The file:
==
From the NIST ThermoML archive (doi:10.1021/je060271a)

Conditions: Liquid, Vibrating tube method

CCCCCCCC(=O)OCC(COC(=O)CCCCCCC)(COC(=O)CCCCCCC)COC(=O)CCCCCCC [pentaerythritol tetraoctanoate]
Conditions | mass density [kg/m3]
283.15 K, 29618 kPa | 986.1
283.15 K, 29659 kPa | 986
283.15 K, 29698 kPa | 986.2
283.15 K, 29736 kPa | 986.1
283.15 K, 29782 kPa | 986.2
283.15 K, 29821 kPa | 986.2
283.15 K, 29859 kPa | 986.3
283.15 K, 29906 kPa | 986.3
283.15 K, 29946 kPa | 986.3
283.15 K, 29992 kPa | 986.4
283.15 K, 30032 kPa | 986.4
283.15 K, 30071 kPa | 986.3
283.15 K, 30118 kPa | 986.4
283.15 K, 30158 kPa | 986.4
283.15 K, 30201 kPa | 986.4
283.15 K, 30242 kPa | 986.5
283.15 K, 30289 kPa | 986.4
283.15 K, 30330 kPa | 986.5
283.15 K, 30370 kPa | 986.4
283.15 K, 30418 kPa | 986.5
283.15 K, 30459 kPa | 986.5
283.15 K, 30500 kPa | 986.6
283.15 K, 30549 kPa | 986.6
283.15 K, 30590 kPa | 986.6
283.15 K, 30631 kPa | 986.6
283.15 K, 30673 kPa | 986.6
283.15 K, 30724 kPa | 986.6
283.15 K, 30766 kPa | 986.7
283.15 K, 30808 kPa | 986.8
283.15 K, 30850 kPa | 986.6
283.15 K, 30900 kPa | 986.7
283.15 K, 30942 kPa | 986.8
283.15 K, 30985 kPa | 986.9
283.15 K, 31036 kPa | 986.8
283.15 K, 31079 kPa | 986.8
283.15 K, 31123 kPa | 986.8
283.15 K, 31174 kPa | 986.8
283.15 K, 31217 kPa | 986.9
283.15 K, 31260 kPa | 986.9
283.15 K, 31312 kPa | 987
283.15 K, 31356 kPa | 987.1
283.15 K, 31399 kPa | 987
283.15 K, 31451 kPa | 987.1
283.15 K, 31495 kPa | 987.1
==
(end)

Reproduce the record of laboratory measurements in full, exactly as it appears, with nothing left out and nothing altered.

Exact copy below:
From the NIST ThermoML archive (doi:10.1021/je060271a)

Conditions: Liquid, Vibrating tube method

CCCCCCCC(=O)OCC(COC(=O)CCCCCCC)(COC(=O)CCCCCCC)COC(=O)CCCCCCC [pentaerythritol tetraoctanoate]
Conditions | mass density [kg/m3]
283.15 K, 29618 kPa | 986.1
283.15 K, 29659 kPa | 986
283.15 K, 29698 kPa | 986.2
283.15 K, 29736 kPa | 986.1
283.15 K, 29782 kPa | 986.2
283.15 K, 29821 kPa | 986.2
283.15 K, 29859 kPa | 986.3
283.15 K, 29906 kPa | 986.3
283.15 K, 29946 kPa | 986.3
283.15 K, 29992 kPa | 986.4
283.15 K, 30032 kPa | 986.4
283.15 K, 30071 kPa | 986.3
283.15 K, 30118 kPa | 986.4
283.15 K, 30158 kPa | 986.4
283.15 K, 30201 kPa | 986.4
283.15 K, 30242 kPa | 986.5
283.15 K, 30289 kPa | 986.4
283.15 K, 30330 kPa | 986.5
283.15 K, 30370 kPa | 986.4
283.15 K, 30418 kPa | 986.5
283.15 K, 30459 kPa | 986.5
283.15 K, 30500 kPa | 986.6
283.15 K, 30549 kPa | 986.6
283.15 K, 30590 kPa | 986.6
283.15 K, 30631 kPa | 986.6
283.15 K, 30673 kPa | 986.6
283.15 K, 30724 kPa | 986.6
283.15 K, 30766 kPa | 986.7
283.15 K, 30808 kPa | 986.8
283.15 K, 30850 kPa | 986.6
283.15 K, 30900 kPa | 986.7
283.15 K, 30942 kPa | 986.8
283.15 K, 30985 kPa | 986.9
283.15 K, 31036 kPa | 986.8
283.15 K, 31079 kPa | 986.8
283.15 K, 31123 kPa | 986.8
283.15 K, 31174 kPa | 986.8
283.15 K, 31217 kPa | 986.9
283.15 K, 31260 kPa | 986.9
283.15 K, 31312 kPa | 987
283.15 K, 31356 kPa | 987.1
283.15 K, 31399 kPa | 987
283.15 K, 31451 kPa | 987.1
283.15 K, 31495 kPa | 987.1